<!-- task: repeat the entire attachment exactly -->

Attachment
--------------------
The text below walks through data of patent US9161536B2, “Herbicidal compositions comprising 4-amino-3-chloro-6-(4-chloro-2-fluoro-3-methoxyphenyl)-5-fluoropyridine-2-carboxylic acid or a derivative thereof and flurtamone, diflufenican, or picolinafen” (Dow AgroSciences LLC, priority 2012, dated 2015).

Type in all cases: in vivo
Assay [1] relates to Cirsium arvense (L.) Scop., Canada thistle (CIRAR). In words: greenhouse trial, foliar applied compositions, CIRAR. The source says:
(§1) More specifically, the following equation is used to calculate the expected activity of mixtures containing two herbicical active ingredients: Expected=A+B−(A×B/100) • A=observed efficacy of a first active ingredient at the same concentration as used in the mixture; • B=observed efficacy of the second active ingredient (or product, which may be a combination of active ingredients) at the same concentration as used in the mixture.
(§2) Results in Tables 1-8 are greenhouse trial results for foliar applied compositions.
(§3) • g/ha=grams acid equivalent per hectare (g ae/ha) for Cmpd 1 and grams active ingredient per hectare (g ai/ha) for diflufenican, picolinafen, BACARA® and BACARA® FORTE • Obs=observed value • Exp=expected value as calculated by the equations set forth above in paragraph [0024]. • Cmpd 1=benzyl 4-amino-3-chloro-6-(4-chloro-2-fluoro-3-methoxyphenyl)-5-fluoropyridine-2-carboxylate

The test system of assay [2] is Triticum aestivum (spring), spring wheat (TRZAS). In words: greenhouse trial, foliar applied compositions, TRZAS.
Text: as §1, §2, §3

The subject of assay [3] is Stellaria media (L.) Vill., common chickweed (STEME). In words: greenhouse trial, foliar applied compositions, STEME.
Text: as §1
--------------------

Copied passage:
The text below walks through data of patent US9161536B2, “Herbicidal compositions comprising 4-amino-3-chloro-6-(4-chloro-2-fluoro-3-methoxyphenyl)-5-fluoropyridine-2-carboxylic acid or a derivative thereof and flurtamone, diflufenican, or picolinafen” (Dow AgroSciences LLC, priority 2012, dated 2015).

Type in all cases: in vivo
Assay [1] relates to Cirsium arvense (L.) Scop., Canada thistle (CIRAR). In words: greenhouse trial, foliar applied compositions, CIRAR. The source says:
(§1) More specifically, the following equation is used to calculate the expected activity of mixtures containing two herbicical active ingredients: Expected=A+B−(A×B/100) • A=observed efficacy of a first active ingredient at the same concentration as used in the mixture; • B=observed efficacy of the second active ingredient (or product, which may be a combination of active ingredients) at the same concentration as used in the mixture.
(§2) Results in Tables 1-8 are greenhouse trial results for foliar applied compositions.
(§3) • g/ha=grams acid equivalent per hectare (g ae/ha) for Cmpd 1 and grams active ingredient per hectare (g ai/ha) for diflufenican, picolinafen, BACARA® and BACARA® FORTE • Obs=observed value • Exp=expected value as calculated by the equations set forth above in paragraph [0024]. • Cmpd 1=benzyl 4-amino-3-chloro-6-(4-chloro-2-fluoro-3-methoxyphenyl)-5-fluoropyridine-2-carboxylate

The test system of assay [2] is Triticum aestivum (spring), spring wheat (TRZAS). In words: greenhouse trial, foliar applied compositions, TRZAS.
Text: as §1, §2, §3

The subject of assay [3] is Stellaria media (L.) Vill., common chickweed (STEME). In words: greenhouse trial, foliar applied compositions, STEME.
Text: as §1